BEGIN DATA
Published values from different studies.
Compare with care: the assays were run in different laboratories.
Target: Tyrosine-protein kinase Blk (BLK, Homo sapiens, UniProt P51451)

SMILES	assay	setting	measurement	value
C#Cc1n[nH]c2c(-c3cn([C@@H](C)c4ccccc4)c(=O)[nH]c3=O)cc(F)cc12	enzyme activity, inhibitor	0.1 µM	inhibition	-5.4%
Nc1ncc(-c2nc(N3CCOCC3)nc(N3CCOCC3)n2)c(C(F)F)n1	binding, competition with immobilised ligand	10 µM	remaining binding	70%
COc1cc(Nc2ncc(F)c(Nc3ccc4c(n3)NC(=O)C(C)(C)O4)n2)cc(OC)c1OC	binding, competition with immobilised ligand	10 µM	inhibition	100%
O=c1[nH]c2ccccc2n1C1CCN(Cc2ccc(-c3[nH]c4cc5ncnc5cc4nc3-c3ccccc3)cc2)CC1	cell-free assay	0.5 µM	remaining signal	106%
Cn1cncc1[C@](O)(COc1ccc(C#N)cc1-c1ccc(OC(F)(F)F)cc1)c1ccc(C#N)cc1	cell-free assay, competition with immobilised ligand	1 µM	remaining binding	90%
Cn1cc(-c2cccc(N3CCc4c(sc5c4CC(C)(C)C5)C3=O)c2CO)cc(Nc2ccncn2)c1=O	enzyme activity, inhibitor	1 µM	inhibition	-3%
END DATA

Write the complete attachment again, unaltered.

Published values from different studies.
Compare with care: the assays were run in different laboratories.
Target: Tyrosine-protein kinase Blk (BLK, Homo sapiens, UniProt P51451)

SMILES	assay	setting	measurement	value
C#Cc1n[nH]c2c(-c3cn([C@@H](C)c4ccccc4)c(=O)[nH]c3=O)cc(F)cc12	enzyme activity, inhibitor	0.1 µM	inhibition	-5.4%
Nc1ncc(-c2nc(N3CCOCC3)nc(N3CCOCC3)n2)c(C(F)F)n1	binding, competition with immobilised ligand	10 µM	remaining binding	70%
COc1cc(Nc2ncc(F)c(Nc3ccc4c(n3)NC(=O)C(C)(C)O4)n2)cc(OC)c1OC	binding, competition with immobilised ligand	10 µM	inhibition	100%
O=c1[nH]c2ccccc2n1C1CCN(Cc2ccc(-c3[nH]c4cc5ncnc5cc4nc3-c3ccccc3)cc2)CC1	cell-free assay	0.5 µM	remaining signal	106%
Cn1cncc1[C@](O)(COc1ccc(C#N)cc1-c1ccc(OC(F)(F)F)cc1)c1ccc(C#N)cc1	cell-free assay, competition with immobilised ligand	1 µM	remaining binding	90%
Cn1cc(-c2cccc(N3CCc4c(sc5c4CC(C)(C)C5)C3=O)c2CO)cc(Nc2ccncn2)c1=O	enzyme activity, inhibitor	1 µM	inhibition	-3%